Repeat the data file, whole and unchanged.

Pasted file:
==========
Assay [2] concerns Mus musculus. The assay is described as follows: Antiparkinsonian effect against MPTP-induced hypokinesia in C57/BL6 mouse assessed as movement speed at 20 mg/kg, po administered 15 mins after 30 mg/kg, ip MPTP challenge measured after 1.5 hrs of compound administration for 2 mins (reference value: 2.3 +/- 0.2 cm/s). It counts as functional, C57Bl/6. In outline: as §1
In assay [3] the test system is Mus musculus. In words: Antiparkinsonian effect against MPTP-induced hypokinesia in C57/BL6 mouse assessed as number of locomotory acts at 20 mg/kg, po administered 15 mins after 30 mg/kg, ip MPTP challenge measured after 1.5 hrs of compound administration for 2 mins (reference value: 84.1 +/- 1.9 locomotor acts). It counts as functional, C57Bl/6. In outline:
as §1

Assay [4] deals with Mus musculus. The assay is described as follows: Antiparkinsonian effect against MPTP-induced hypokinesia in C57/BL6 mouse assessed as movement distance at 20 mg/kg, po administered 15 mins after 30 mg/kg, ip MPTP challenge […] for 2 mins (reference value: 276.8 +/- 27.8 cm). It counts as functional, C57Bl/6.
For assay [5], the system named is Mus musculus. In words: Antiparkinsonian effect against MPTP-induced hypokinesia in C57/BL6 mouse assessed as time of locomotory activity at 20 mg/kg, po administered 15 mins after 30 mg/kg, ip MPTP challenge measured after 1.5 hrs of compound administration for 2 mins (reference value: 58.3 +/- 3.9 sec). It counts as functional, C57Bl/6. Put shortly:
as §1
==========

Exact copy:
Assay [2] concerns Mus musculus. The assay is described as follows: Antiparkinsonian effect against MPTP-induced hypokinesia in C57/BL6 mouse assessed as movement speed at 20 mg/kg, po administered 15 mins after 30 mg/kg, ip MPTP challenge measured after 1.5 hrs of compound administration for 2 mins (reference value: 2.3 +/- 0.2 cm/s). It counts as functional, C57Bl/6. In outline: as §1
In assay [3] the test system is Mus musculus. In words: Antiparkinsonian effect against MPTP-induced hypokinesia in C57/BL6 mouse assessed as number of locomotory acts at 20 mg/kg, po administered 15 mins after 30 mg/kg, ip MPTP challenge measured after 1.5 hrs of compound administration for 2 mins (reference value: 84.1 +/- 1.9 locomotor acts). It counts as functional, C57Bl/6. In outline:
as §1

Assay [4] deals with Mus musculus. The assay is described as follows: Antiparkinsonian effect against MPTP-induced hypokinesia in C57/BL6 mouse assessed as movement distance at 20 mg/kg, po administered 15 mins after 30 mg/kg, ip MPTP challenge […] for 2 mins (reference value: 276.8 +/- 27.8 cm). It counts as functional, C57Bl/6.
For assay [5], the system named is Mus musculus. In words: Antiparkinsonian effect against MPTP-induced hypokinesia in C57/BL6 mouse assessed as time of locomotory activity at 20 mg/kg, po administered 15 mins after 30 mg/kg, ip MPTP challenge measured after 1.5 hrs of compound administration for 2 mins (reference value: 58.3 +/- 3.9 sec). It counts as functional, C57Bl/6. Put shortly:
as §1